Eat Pray Love: A Journey of Love and Landscape
Topping the New
York Times bestseller list in 2008, Elizabeth Gilbert’s Eat, Pray, Love quickly
became an international favourite, in a novel combining travel with
spirituality and romance. Based on Gilbert’s true life experiences of
travelling around the world, many readers found inspiration in the author’s
self-rendering experiences of inner peace and outer exploration.
With much success
at hand, director Ryan Murphy quickly snatched up the novel’s rights, turning
it into a highly-anticipated box office hit, with Julia Roberts filling Gilbert’s
shoes. From the very beginning, relationship troubles are at the forefront between
Liz (Roberts) and her uptight, pedantic husband (Billy Crudup). Their fraught situation is further complicated by their inability to conceive and her brief, steamy
affair with an aspiring actor (James Franco).
As she becomes
increasingly aware of her hopeless situation, she decides to set out on a
journey fuelled by a strong desire to discover her inner self while exploring
the world around her. It’s a beautiful concept in theory, but it unfortunately ends up as a kitschy and unnecessarily romantic film.
loved ones and a nasty divorce; Liz first sets out for Italy with the purpose of doing
nothing but eating. It may be a clouded source of comfort and a false reality,but
she determinedly eats herself through temporary solace.
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where Liz stays in an ashram and strives to obtain peace through prayer,
meditation and guru-led therapy sessions. Although Liz identifies her deep
yearning for change and acceptance, the spirituality featured heavily in the
book only scratches the surface here in the film version.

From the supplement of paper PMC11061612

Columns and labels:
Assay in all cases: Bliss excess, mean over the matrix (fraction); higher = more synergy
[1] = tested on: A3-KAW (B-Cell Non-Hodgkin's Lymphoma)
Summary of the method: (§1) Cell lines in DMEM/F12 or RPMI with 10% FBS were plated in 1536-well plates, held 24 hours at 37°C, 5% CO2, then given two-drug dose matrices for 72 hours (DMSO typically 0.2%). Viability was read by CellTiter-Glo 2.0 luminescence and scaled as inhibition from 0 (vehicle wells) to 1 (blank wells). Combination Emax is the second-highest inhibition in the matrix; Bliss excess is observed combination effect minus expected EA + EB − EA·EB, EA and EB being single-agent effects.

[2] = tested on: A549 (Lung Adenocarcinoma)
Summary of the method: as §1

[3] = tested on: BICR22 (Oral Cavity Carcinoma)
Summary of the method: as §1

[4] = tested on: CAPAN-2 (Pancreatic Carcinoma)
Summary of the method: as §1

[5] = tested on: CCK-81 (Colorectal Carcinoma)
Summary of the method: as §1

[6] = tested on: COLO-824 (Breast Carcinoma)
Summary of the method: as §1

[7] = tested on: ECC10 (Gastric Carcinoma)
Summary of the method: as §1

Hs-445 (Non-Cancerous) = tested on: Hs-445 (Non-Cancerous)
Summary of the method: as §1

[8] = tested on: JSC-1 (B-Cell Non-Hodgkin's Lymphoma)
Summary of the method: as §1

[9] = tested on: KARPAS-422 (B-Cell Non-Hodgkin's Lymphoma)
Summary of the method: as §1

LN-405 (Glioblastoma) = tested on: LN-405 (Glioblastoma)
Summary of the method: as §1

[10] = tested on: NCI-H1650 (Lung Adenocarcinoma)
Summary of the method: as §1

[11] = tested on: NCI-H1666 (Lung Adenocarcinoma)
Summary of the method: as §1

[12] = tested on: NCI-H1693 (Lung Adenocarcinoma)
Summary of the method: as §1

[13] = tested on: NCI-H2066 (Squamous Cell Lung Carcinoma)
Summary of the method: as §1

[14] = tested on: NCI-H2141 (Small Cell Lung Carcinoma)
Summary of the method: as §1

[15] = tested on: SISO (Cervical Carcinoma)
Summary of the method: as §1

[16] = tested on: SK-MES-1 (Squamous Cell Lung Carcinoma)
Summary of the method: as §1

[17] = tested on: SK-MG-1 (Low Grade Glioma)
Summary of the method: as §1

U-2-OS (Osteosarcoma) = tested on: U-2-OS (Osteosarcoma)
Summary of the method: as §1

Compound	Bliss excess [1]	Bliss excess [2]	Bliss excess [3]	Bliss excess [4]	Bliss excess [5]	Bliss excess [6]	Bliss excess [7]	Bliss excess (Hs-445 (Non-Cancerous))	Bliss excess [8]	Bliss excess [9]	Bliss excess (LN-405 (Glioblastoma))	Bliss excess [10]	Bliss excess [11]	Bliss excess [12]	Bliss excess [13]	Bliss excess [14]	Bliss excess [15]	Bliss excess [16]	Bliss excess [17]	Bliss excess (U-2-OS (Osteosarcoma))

In Bali, Liz relaxes and thrives in the beautiful landscape of
the small island. Meeting Javier Bardem, she falls passionately in love; and
has high hopes that she can finally be at peace now that she has her life
together but what that love teaches her is something unexpected.
to laugh and cry her way through each city’s beautiful landscapes and gracious
people. While the film’s scenery is often exquisite, the over-romanticised view
of each culture is quite orientalist and one-dimensional. It is not that
different from saying that Cairo is utterly
beautiful when all you have seen is a felucca on the Nile
With all its good intentions, Eat, Pray, Love
could possibly touch the hearts of viewers seeking to travel or discover their
inner selves. Despite these good intentions; the film is poorly
executed. Roberts plays the role well and seeks to inspire others to do the
same, but she fails to bring anything new to this rather one-dimensional
While this film had great potential, ultimately Roberts’ star status overpowers her role as the simple and supposedly realistic protagonist. Instead, Eat, Pray, Love becomes another star vehicle along the same lines as Valentine’s Day.